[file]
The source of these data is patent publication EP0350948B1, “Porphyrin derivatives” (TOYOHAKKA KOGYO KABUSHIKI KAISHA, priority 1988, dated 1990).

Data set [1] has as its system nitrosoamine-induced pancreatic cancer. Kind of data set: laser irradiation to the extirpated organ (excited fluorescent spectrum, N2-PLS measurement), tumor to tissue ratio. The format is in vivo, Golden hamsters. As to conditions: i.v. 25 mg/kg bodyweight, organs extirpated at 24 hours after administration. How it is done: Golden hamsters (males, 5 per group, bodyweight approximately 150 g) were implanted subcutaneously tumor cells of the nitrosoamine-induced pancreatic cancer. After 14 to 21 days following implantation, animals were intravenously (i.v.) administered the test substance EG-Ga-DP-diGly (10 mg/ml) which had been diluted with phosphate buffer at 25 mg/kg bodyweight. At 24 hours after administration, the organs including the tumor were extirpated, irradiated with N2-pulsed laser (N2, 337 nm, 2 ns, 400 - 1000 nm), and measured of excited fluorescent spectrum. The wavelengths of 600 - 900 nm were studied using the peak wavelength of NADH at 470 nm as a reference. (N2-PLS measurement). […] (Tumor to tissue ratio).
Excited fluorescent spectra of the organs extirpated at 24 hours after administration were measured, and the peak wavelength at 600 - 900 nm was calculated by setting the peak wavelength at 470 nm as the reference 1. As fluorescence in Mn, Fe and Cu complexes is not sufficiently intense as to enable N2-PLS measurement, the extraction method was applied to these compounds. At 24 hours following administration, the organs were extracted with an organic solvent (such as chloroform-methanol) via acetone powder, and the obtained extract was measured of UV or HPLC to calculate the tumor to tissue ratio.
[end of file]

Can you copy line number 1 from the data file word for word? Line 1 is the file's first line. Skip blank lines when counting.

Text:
The source of these data is patent publication EP0350948B1, “Porphyrin derivatives” (TOYOHAKKA KOGYO KABUSHIKI KAISHA, priority 1988, dated 1990).